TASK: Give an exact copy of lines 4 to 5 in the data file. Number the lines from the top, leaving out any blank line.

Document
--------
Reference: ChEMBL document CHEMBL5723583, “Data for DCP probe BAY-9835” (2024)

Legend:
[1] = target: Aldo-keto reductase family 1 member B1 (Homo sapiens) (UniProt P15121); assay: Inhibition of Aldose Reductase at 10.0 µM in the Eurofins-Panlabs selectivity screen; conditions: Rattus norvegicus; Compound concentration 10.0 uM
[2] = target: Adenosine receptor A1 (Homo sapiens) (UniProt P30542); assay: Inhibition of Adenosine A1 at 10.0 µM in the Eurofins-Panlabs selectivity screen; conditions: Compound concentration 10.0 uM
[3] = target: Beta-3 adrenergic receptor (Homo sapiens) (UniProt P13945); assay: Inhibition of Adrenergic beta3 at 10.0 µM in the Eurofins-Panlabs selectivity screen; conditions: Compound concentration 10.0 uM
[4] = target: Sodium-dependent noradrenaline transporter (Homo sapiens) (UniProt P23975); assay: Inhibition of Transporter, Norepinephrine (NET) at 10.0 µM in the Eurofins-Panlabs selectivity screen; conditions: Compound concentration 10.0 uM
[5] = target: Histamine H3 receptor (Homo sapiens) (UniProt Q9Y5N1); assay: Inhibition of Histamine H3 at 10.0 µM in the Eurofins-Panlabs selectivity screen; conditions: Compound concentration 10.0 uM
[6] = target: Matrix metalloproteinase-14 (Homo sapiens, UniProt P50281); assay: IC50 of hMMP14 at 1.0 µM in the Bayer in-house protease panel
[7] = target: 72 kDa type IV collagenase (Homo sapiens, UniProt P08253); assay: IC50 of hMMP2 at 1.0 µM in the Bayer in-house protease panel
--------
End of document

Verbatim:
[2] = target: Adenosine receptor A1 (Homo sapiens) (UniProt P30542); assay: Inhibition of Adenosine A1 at 10.0 µM in the Eurofins-Panlabs selectivity screen; conditions: Compound concentration 10.0 uM
[3] = target: Beta-3 adrenergic receptor (Homo sapiens) (UniProt P13945); assay: Inhibition of Adrenergic beta3 at 10.0 µM in the Eurofins-Panlabs selectivity screen; conditions: Compound concentration 10.0 uM